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J Toxicol Clin Toxicol. 2001;39(4):399-402.

Abuse of telazol: an animal tranquilizer.

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Massachusetts Poison Control System, Boston 02115, USA.



Telazol (tiletamine hydrochloride 50 mg/mL, zolazepam hydrochloride 50 mg/mL) is utilized in veterinary medicine as a small-animal anesthetic. Telazol is comparable to ketamine in efficacy, and in conjunction with ketamine, has been responsible for one reported human fatality. We report a case of a woman who abused telazol.


A 30-year-old female employee at a local zoo was found unresponsive by fellow workers in a clean animal treatment room. Initial reports were that she had injected veterinary-grade diazepam and telazol. On-scene paramedics reported her as obtunded and arousable to deep painful stimuli, with gag reflex intact. Systolic blood pressure was 90 mm Hg by palpation. A fresh needle puncture mark was present on her right arm; nearby were a syringe, tourniquet, and bottles of each drug. Emergency Department assessment included airway, breathing, circulation, and intravenous access. She was lavaged and given activated charcoal with a cathartic. Shortly after arrival, she became alert and oriented. Family members insisted this was not an overdose. The patient had been previously evaluated for reported episodes of syncope, "only in the evening, while at work," and was prescribed diazepam for anxiety. Product information on telazol was limited to the Veterinary Drug Physician's Desk Reference. A urine drugs-of-abuse screen was positive for benzodiazepines and cannabinoids. The patient subsequently revealed a history of recreational use of telazol. She was discharged to an in-patient detoxification facility, 12 hours postadmission.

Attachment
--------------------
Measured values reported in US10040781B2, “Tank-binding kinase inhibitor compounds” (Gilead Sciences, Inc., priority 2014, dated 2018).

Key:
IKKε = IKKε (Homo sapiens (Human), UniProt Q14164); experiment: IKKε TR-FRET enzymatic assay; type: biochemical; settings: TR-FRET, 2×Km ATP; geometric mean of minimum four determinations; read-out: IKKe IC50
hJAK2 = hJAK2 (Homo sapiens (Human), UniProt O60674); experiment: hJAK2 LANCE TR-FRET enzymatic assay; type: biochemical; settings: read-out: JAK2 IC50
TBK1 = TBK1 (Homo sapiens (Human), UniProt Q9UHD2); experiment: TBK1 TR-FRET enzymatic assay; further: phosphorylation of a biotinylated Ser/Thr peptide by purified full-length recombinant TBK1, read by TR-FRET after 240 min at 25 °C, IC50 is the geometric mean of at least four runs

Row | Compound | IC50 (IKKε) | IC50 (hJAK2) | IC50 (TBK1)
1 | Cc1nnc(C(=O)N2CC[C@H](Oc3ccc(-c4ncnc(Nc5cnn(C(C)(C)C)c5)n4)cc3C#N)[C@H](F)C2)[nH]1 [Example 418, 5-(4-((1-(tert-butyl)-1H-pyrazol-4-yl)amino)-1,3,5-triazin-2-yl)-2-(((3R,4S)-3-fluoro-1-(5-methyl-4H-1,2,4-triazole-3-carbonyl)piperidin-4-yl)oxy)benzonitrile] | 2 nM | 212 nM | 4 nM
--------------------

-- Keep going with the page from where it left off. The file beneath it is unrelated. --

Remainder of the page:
Telazol used in veterinary medicine as an anesthetic agent, is structurally related to ketamine. Telazol causes almost immediate anesthetic effects, and sudden alertness is not uncommon as the effects of the drug subside. Urine drugs-of-abuse screens are unlikely to identify telazol. We report a veterinary worker who abused telazol.

[Indexed for MEDLINE]

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